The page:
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SOS Rhino : In the News : Poison found in Chinese medicine
 

Poison found in Chinese medicine

 

Poison found in Chinese medicine
By Richard Evans, South London Press

ARSENIC and mercury have been found in samples of Chinese medicine in south London.

The life-threatening discoveries were made by Lambeth trading standards officers during routine sampling of Chinese health products.

Robert Gardner, a trading standards officer, said: "Arsenic and mercury can accumulate in the body over time and can produce poisoning, so it can be fatal. They could also cause birth defects."

Officers also found powdered rhino horns; Aristolochia, which damages the kidneys; and actinolite, a mineral form of asbestos.

Another of the products was said to be a low sugar substitute containing lo han kuo extract. It was claimed that 95 per cent of the product was lo han kuo and five per cent sugar. But investigators found there was actually 90 per cent sugar, and only 10 per cent herb. There are concerns about the potential effects for people on restricted diets, such as diabetics.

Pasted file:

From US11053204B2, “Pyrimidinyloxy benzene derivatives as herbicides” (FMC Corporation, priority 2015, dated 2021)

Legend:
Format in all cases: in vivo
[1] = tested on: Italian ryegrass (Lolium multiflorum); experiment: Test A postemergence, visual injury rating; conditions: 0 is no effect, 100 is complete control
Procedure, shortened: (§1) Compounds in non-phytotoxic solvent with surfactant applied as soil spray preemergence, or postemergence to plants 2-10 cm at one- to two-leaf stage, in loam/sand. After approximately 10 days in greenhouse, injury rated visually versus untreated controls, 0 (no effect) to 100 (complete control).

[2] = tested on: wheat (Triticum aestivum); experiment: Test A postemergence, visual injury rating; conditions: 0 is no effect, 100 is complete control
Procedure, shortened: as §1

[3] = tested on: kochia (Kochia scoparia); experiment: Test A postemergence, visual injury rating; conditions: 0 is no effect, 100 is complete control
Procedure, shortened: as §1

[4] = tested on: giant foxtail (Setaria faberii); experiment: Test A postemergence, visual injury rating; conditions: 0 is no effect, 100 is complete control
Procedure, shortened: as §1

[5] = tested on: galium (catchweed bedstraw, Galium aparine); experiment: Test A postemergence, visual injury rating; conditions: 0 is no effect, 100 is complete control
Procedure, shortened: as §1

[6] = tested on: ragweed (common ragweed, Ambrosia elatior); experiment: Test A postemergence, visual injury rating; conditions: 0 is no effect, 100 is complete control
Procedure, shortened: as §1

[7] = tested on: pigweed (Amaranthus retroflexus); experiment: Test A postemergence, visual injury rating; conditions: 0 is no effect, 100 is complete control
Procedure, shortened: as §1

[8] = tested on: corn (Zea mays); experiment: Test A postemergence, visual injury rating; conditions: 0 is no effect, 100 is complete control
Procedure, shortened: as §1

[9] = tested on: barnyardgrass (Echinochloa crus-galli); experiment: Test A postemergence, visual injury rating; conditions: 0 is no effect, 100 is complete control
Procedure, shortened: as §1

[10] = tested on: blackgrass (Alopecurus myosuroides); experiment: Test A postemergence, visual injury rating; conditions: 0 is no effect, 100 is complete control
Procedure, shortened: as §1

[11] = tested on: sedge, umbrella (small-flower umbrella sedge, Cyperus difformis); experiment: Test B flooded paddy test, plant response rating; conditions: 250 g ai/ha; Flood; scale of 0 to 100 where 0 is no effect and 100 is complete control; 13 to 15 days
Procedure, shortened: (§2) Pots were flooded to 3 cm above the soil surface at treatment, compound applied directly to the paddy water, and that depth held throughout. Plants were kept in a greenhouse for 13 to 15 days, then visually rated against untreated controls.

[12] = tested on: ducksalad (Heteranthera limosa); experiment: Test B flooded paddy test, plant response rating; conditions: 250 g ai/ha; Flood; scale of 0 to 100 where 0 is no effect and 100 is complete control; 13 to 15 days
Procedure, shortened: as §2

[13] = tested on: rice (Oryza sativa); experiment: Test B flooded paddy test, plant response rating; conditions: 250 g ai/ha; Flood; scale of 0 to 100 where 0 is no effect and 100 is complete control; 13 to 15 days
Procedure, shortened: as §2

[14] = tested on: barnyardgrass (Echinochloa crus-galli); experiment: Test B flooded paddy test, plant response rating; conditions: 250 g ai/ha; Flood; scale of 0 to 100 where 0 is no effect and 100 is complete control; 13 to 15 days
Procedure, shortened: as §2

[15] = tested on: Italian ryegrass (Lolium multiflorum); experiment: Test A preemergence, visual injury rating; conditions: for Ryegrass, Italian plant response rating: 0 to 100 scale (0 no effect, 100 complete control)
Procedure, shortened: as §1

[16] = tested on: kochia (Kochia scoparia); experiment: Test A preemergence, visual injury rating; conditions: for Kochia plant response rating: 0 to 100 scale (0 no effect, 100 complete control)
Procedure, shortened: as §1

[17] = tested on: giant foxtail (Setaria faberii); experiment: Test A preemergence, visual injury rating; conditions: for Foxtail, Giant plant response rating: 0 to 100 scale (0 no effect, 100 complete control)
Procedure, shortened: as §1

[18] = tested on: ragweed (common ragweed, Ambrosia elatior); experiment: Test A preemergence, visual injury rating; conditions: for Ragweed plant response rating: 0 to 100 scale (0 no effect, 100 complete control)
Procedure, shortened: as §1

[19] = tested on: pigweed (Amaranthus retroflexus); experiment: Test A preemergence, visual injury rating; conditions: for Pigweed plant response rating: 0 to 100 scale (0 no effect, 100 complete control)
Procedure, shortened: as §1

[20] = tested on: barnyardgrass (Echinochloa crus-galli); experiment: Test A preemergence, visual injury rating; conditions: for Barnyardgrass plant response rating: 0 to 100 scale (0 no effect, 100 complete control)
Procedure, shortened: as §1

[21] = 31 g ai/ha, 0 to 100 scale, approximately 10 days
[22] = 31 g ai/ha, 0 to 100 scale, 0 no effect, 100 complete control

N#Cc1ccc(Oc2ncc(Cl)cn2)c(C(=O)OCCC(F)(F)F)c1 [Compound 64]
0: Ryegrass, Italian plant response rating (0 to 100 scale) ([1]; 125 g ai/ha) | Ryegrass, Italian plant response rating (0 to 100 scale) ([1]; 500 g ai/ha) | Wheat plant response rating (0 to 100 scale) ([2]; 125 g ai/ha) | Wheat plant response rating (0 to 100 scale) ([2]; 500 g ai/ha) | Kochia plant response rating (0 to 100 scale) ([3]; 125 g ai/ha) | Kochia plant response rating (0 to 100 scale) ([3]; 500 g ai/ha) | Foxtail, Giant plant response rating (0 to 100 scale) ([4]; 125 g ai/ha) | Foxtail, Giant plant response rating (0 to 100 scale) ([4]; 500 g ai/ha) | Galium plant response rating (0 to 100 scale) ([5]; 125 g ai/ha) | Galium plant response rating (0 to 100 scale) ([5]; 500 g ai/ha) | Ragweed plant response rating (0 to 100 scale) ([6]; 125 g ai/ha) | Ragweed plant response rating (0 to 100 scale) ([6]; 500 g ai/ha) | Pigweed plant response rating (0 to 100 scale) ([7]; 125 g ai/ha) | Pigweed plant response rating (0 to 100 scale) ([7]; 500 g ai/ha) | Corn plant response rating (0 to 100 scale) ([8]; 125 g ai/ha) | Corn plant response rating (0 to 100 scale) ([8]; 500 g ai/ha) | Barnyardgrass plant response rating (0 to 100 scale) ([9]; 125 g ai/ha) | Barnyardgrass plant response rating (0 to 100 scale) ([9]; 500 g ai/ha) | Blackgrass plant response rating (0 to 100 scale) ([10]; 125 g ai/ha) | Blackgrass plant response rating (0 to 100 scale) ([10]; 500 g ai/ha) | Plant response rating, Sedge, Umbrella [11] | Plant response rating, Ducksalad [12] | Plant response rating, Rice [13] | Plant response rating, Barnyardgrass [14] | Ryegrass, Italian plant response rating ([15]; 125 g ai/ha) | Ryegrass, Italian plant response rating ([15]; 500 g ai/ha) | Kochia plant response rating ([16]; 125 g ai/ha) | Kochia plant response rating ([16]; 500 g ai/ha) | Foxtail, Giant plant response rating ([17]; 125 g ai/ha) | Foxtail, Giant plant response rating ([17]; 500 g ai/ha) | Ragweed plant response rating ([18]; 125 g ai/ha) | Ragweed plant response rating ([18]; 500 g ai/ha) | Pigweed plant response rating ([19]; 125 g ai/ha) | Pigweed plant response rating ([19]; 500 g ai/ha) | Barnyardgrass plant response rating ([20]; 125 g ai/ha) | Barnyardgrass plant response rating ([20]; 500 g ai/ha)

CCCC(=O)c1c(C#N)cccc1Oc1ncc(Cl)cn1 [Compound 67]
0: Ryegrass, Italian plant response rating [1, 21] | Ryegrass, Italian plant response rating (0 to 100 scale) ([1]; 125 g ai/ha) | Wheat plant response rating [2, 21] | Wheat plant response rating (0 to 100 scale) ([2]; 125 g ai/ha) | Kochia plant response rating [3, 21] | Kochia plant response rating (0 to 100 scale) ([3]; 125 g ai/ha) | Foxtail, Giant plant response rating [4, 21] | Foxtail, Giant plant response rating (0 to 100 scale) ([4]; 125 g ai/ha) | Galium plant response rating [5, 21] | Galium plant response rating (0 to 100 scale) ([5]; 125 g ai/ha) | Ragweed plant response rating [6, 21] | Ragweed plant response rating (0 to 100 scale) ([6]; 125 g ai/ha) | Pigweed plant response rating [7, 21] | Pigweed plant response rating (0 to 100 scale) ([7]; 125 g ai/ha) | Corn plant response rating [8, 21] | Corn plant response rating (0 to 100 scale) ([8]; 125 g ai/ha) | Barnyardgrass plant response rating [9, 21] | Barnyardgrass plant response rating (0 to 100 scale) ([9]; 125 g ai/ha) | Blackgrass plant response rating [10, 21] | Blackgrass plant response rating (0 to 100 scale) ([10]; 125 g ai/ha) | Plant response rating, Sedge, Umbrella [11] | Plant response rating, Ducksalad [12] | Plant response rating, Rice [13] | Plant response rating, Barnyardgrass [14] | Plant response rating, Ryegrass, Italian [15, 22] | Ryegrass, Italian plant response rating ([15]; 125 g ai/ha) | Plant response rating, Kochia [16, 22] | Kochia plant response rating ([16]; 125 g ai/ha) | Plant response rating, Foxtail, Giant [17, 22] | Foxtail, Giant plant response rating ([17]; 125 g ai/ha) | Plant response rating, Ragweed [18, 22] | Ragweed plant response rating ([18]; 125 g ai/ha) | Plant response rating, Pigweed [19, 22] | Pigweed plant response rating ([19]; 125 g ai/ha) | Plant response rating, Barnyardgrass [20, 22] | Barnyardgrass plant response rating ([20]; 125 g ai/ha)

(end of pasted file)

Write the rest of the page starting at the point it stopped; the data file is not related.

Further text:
Officers also discovered health teas which claimed to aid slimming, but testing produced no evidence that they worked.

Trading standards is now investigating the supply chain for these goods so their importation can be halted pending further investigations.

Officers have also acted to halt the supply of herbal remedies which sup-pliers claim have cancer-curing properties.

Unless medical proof exists, claims cannot be made about a product's therapeutic effects.

Mr Gardner said: "It is difficult to detect, because everything is in Chinese and the people who prepare the products have a very limited command of English.

"My advice would be to go to your GP and ask them to confirm the product is the type that would help your condition.

"Some people believe in herbal medicine but there is very little control.

"In Boots, you can be pretty certain they will be okay. But when you go to these Chinese places, you are dealing with unlabelled products given in plastic bags.

He added: "You do not know what level of supervision over production there is."


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